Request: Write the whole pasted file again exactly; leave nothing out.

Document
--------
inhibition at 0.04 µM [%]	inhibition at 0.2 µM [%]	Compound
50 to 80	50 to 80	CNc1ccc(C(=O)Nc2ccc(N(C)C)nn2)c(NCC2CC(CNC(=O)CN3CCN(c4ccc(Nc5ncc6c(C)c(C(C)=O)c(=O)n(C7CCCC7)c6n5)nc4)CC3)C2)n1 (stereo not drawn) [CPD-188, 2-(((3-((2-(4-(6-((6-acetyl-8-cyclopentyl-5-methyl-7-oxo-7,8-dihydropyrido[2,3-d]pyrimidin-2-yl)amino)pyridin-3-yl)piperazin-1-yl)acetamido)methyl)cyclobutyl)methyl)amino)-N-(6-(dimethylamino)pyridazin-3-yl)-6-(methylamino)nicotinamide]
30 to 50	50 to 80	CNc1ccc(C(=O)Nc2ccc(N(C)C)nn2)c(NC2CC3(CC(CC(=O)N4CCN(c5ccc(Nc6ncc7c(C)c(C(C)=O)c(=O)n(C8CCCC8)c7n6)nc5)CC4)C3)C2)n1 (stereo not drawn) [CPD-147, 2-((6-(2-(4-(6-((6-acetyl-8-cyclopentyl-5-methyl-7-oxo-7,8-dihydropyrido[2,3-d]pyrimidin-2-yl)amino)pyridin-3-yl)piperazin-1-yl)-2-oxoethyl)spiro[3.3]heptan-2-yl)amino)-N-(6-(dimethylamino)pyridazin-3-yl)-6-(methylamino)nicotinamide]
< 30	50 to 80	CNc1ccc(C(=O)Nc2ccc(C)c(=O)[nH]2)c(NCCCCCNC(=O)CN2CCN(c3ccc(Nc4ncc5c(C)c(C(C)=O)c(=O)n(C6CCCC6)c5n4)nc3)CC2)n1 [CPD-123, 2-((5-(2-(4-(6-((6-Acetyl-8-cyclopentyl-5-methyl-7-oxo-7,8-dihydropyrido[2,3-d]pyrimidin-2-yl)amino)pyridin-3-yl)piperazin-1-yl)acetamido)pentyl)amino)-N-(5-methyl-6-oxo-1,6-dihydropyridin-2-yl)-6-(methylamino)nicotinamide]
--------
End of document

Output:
inhibition at 0.04 µM [%]	inhibition at 0.2 µM [%]	Compound
50 to 80	50 to 80	CNc1ccc(C(=O)Nc2ccc(N(C)C)nn2)c(NCC2CC(CNC(=O)CN3CCN(c4ccc(Nc5ncc6c(C)c(C(C)=O)c(=O)n(C7CCCC7)c6n5)nc4)CC3)C2)n1 (stereo not drawn) [CPD-188, 2-(((3-((2-(4-(6-((6-acetyl-8-cyclopentyl-5-methyl-7-oxo-7,8-dihydropyrido[2,3-d]pyrimidin-2-yl)amino)pyridin-3-yl)piperazin-1-yl)acetamido)methyl)cyclobutyl)methyl)amino)-N-(6-(dimethylamino)pyridazin-3-yl)-6-(methylamino)nicotinamide]
30 to 50	50 to 80	CNc1ccc(C(=O)Nc2ccc(N(C)C)nn2)c(NC2CC3(CC(CC(=O)N4CCN(c5ccc(Nc6ncc7c(C)c(C(C)=O)c(=O)n(C8CCCC8)c7n6)nc5)CC4)C3)C2)n1 (stereo not drawn) [CPD-147, 2-((6-(2-(4-(6-((6-acetyl-8-cyclopentyl-5-methyl-7-oxo-7,8-dihydropyrido[2,3-d]pyrimidin-2-yl)amino)pyridin-3-yl)piperazin-1-yl)-2-oxoethyl)spiro[3.3]heptan-2-yl)amino)-N-(6-(dimethylamino)pyridazin-3-yl)-6-(methylamino)nicotinamide]
< 30	50 to 80	CNc1ccc(C(=O)Nc2ccc(C)c(=O)[nH]2)c(NCCCCCNC(=O)CN2CCN(c3ccc(Nc4ncc5c(C)c(C(C)=O)c(=O)n(C6CCCC6)c5n4)nc3)CC2)n1 [CPD-123, 2-((5-(2-(4-(6-((6-Acetyl-8-cyclopentyl-5-methyl-7-oxo-7,8-dihydropyrido[2,3-d]pyrimidin-2-yl)amino)pyridin-3-yl)piperazin-1-yl)acetamido)pentyl)amino)-N-(5-methyl-6-oxo-1,6-dihydropyridin-2-yl)-6-(methylamino)nicotinamide]